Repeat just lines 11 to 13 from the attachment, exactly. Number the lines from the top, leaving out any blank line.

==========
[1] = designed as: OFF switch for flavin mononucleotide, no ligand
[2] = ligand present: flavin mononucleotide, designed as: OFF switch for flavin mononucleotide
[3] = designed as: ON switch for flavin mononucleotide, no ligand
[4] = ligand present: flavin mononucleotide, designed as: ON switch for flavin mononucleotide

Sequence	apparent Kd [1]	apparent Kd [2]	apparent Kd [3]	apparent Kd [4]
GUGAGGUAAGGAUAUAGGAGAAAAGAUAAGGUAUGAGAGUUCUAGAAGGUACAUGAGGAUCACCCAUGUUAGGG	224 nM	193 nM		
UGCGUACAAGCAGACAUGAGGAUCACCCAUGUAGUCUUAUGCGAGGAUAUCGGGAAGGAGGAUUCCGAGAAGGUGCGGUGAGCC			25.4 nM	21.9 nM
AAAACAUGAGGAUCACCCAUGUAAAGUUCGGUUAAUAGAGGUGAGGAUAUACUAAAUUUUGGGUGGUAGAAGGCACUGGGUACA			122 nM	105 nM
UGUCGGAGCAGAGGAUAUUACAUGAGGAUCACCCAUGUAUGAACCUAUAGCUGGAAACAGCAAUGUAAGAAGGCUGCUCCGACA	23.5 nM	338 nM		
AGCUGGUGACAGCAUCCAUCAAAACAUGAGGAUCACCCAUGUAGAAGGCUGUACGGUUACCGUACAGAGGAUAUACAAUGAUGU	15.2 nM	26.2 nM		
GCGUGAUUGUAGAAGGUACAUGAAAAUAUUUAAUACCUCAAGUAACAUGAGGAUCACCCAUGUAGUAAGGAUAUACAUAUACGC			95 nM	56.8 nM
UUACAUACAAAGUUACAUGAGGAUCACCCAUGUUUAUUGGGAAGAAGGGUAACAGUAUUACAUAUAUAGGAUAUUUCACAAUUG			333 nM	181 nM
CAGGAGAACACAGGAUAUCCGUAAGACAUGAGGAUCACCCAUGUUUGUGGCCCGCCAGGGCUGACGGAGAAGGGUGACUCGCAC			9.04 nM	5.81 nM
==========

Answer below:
GCGUGAUUGUAGAAGGUACAUGAAAAUAUUUAAUACCUCAAGUAACAUGAGGAUCACCCAUGUAGUAAGGAUAUACAUAUACGC			95 nM	56.8 nM
UUACAUACAAAGUUACAUGAGGAUCACCCAUGUUUAUUGGGAAGAAGGGUAACAGUAUUACAUAUAUAGGAUAUUUCACAAUUG			333 nM	181 nM
CAGGAGAACACAGGAUAUCCGUAAGACAUGAGGAUCACCCAUGUUUGUGGCCCGCCAGGGCUGACGGAGAAGGGUGACUCGCAC			9.04 nM	5.81 nM